Texas internet connectivity declining due to blackouts

Tom Beecher beecher at beecher.cc
Tue Feb 23 22:39:09 UTC 2021

The issue is that while there are lots of information out there detailing
the risks of variable rate supply plans, the majority of consumers are not
equipped to properly understand that risk; these are complex markets in the
best of times. Many of these companies are also borderline predatory in how
they market their services. It's the standard model you see in many
industries; highlight the savings, fine print or hide the risk, and then
when the consumer gets screwed , point and say 'well they should have
understood what they signed up for!'. That's complete trash when it comes
to life critical utilities.

On Wed, Feb 17, 2021 at 7:25 PM Yang Yu <yang.yu.list at gmail.com> wrote:

> On Wed, Feb 17, 2021 at 10:46 AM John Sage <jsage at finchhaven.com> wrote:
> > This article is an interest description of Texas electricity pricing for
> > one provider and for the market in general:
> >
> https://www.dallasnews.com/business/energy/2021/02/16/electricity-retailer-griddys-unusual-plea-to-texas-customers-leave-now-before-you-get-a-big-bill/
> That is far from the market in general.
> Most people use a fixed rate plan (can easily find one without rebate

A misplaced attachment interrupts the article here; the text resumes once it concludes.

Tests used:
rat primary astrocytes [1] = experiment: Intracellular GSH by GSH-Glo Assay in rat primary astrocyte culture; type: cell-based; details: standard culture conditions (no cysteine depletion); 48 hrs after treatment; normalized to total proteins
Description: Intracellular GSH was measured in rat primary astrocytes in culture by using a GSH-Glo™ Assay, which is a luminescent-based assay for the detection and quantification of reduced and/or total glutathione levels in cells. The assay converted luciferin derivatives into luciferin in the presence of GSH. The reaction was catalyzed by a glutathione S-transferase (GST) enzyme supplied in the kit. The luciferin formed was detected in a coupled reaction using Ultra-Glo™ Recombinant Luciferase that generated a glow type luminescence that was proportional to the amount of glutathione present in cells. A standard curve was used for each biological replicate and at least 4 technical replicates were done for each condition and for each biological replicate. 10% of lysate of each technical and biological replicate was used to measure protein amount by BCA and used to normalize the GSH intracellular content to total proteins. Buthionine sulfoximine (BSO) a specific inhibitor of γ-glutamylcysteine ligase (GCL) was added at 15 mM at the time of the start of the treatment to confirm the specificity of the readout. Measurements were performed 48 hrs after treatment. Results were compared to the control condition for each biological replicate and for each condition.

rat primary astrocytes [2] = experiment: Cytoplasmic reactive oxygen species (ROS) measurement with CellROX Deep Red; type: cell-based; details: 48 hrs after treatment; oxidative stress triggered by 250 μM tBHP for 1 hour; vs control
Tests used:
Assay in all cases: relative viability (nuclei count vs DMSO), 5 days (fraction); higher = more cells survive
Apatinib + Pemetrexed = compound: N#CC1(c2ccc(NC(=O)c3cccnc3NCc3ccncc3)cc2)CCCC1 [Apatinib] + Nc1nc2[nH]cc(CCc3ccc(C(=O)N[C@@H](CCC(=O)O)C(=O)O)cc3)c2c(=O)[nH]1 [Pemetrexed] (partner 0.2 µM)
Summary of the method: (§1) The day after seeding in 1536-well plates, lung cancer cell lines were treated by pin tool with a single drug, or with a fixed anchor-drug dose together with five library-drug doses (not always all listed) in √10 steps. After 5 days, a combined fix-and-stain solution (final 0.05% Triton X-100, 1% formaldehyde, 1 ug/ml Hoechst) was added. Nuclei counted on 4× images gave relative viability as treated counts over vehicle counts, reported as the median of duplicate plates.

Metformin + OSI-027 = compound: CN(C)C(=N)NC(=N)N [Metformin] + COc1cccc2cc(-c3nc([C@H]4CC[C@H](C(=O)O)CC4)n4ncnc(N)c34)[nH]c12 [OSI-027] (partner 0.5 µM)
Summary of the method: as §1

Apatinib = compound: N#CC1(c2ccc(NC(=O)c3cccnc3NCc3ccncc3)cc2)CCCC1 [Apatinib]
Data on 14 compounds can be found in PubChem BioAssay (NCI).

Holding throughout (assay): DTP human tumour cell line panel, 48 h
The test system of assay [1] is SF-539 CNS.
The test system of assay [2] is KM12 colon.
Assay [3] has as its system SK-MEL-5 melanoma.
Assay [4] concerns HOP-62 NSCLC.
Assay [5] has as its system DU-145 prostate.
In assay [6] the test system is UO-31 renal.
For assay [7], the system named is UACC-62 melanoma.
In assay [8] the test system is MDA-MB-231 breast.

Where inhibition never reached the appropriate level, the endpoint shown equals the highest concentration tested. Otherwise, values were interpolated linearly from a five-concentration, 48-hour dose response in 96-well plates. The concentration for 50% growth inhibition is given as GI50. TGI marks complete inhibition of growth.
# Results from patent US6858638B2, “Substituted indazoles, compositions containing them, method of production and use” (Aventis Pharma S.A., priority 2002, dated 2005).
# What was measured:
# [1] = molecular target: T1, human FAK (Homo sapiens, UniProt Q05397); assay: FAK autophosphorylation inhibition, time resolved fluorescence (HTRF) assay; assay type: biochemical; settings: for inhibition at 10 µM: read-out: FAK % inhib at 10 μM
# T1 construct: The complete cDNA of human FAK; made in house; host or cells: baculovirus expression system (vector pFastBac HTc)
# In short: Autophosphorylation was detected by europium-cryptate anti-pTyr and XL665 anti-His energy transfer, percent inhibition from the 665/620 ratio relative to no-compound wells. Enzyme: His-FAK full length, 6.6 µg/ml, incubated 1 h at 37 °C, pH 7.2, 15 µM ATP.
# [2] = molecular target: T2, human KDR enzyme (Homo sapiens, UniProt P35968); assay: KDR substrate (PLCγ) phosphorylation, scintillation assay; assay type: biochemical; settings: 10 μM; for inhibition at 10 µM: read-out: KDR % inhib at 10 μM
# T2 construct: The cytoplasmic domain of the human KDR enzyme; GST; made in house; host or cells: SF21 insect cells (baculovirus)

> for <10c/kwh after taxes & fees). The customer would have to make an
> explicit decision to pick a variable/market rate plan (excluded by
> default on http://powertochoose.org/) with higher risk and cheaper
> electricity when the wholesale price is low.
> http://www.puc.texas.gov/consumer/facts/factsheets/elecfacts/Electricplans.pdf
> >Changing Rate (Variable) Plans have rates per kWh that can vary according
> to a method determined solely by the provider and may be dependent on
> market changes and other exceptions beyond the provider's control
> >Market Rate (Indexed) Plans have rates per kWh that can vary according to
> pre-defined publicly available indices or information and other exceptions
> beyond the provider's control
> > The highest the price can go to is $9/kWh (which has only ever happened
> 0.005% of the time.) Most of the time though, 96.9% to be exact, it is
> below the Texas Average of 6.8¢/kWh
> https://www.griddy.com/texas/learn-more#learn-pricing
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